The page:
The life, work and inventive genius of tractor pioneer, Harry Ferguson, have been officially recognised in the creation of a memorial garden less than 50 metres from the farmhouse in which he was born and grew up in County Down, Northern Ireland.
Formally opened on 16 August by Harry Ferguson's grand-daughter, Mrs Sally Fleming, the memorial garden has as its centrepiece a striking life-sized bronze sculpture of Harry Ferguson leaning on a farm gate with, appropriately, spanner in hand.
The opening of the garden marked the culmination of almost 10 years planning and fund-raising by the Harry Ferguson Celebration Committee, a group of Ferguson and Massey Ferguson tractor enthusiasts who wanted to establish a fitting memorial to the inventor of the hydraulic three-point linkage which first saw light in 1933 on the Ferguson Black tractor, now housed in London's Science Museum.
The various elements which came together successfully in that tractor led to the introduction of the Ferguson System of farm mechanisation which combined tractor and implement as a single entity, working the land in harmony rather than as separate parts pulling against each other as had been the case prior to Harry Ferguson's invention of his hydraulic three-point linkage.
The Ferguson System transformed agricultural mechanisation, helping achieve Harry Ferguson's goal of making life easier and better for the world's farmers. In doing so, he furthered the security of global food supplies by enabling a small proportion of the world's population to more effectively feed the rest.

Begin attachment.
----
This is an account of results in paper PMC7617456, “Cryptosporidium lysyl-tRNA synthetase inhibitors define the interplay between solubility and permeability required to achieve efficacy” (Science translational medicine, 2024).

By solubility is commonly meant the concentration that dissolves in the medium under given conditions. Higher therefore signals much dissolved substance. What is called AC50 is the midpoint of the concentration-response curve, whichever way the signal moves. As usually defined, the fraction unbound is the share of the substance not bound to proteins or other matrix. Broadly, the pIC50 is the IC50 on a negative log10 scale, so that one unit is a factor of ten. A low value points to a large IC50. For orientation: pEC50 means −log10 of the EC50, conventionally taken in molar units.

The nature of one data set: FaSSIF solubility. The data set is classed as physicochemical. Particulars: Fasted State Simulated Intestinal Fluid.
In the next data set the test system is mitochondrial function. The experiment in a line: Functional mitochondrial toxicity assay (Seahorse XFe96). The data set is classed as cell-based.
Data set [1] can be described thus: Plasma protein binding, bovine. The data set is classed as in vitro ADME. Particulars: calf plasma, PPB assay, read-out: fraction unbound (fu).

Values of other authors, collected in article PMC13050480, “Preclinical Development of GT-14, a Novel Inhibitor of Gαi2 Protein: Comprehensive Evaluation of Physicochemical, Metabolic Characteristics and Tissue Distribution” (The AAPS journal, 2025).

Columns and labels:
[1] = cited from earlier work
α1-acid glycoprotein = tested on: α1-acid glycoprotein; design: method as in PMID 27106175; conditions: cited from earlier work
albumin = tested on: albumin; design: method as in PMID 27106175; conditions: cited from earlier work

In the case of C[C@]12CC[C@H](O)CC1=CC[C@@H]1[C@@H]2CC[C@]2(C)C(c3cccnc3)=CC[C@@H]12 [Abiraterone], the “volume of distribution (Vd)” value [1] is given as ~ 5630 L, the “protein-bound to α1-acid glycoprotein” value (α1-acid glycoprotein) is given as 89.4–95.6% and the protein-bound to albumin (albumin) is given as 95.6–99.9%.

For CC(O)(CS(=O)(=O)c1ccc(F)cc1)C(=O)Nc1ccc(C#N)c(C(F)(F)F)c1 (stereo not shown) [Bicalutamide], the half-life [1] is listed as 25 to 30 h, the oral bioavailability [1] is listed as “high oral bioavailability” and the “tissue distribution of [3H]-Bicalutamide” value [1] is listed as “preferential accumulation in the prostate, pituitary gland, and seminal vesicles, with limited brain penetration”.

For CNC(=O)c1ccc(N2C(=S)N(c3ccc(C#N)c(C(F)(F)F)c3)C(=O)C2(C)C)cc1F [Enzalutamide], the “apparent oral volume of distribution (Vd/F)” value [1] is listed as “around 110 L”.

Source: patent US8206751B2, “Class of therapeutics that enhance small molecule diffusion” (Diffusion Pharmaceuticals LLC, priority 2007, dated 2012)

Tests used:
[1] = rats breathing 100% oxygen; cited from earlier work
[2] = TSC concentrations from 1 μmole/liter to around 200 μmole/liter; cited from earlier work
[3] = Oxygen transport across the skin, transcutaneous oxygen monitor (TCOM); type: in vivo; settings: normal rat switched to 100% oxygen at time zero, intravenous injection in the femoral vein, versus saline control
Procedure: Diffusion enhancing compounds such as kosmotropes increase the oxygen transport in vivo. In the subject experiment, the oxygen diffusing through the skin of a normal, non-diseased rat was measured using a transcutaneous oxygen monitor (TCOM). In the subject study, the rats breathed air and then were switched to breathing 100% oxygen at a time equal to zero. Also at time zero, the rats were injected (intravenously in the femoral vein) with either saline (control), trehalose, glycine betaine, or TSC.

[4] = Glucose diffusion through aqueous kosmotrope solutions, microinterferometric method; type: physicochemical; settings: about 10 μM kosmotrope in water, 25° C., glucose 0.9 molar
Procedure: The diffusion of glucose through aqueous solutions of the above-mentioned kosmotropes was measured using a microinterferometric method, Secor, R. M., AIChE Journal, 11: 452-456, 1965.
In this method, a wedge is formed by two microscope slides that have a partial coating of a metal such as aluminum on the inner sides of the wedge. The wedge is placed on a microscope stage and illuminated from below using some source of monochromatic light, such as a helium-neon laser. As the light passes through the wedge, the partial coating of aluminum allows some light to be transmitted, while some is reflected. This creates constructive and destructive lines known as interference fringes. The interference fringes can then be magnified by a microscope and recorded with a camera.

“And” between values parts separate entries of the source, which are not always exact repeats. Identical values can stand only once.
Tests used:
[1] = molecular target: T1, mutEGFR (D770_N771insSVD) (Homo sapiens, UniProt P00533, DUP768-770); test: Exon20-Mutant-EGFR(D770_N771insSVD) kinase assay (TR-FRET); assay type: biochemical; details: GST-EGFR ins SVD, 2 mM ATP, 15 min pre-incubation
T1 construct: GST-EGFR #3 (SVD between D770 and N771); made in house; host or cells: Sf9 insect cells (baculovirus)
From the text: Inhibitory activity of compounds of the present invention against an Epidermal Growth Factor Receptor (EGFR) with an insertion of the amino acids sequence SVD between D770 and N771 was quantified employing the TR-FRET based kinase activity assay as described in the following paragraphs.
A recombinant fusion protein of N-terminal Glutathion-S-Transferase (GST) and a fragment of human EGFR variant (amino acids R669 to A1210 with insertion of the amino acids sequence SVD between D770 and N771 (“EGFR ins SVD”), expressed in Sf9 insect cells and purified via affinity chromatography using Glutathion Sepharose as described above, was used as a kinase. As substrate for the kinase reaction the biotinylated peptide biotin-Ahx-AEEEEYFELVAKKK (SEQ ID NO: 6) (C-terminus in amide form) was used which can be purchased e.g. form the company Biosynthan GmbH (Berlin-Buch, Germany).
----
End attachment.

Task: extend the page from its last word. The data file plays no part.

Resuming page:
Although incorporated initially into tractors built by David Brown and later by Ford, the original Ferguson hydraulic three-point linkage is best known for helping to make the Ferguson TE20 tractor - the "little grey Fergie" - a best-seller around the world, a position maintained over the past 50 years by its successors bearing the Massey Ferguson name.
Formed in 1958 following the merger of Harry Ferguson Ltd with Canadian harvesting specialist, Massey-Harris, Massey Ferguson has continued to pursue over the past half century the qualities of leadership, vision and innovation laid down by its forefathers.
The global importance of Harry Ferguson's legacy was highlighted at the official garden opening by Jeremy Burgess, Massey Ferguson's director of sales and marketing for Africa and the Middle East and proud owner of a Ferguson TE20 tractor.
"Massey Ferguson's distinguished heritage of the past 50 years owes a great deal to the inventive genius, passion and commitment of Harry Ferguson," he said. "His development of an integrated mechanisation system combining tractor and implement changed forever the nature of global food production. The fact that Massey Ferguson is currently active in 140 different countries reveals the true legacy of Harry Ferguson who was determined to improve the lot of those working on the land worldwide.
"In helping sponsor the Harry Ferguson Memorial Garden, Massey Ferguson is delighted to acknowledge that legacy and the high values of quality, reliability and pride laid down by Harry Ferguson and pursued to this day in every aspect of our engineering, sales and customer support operations."
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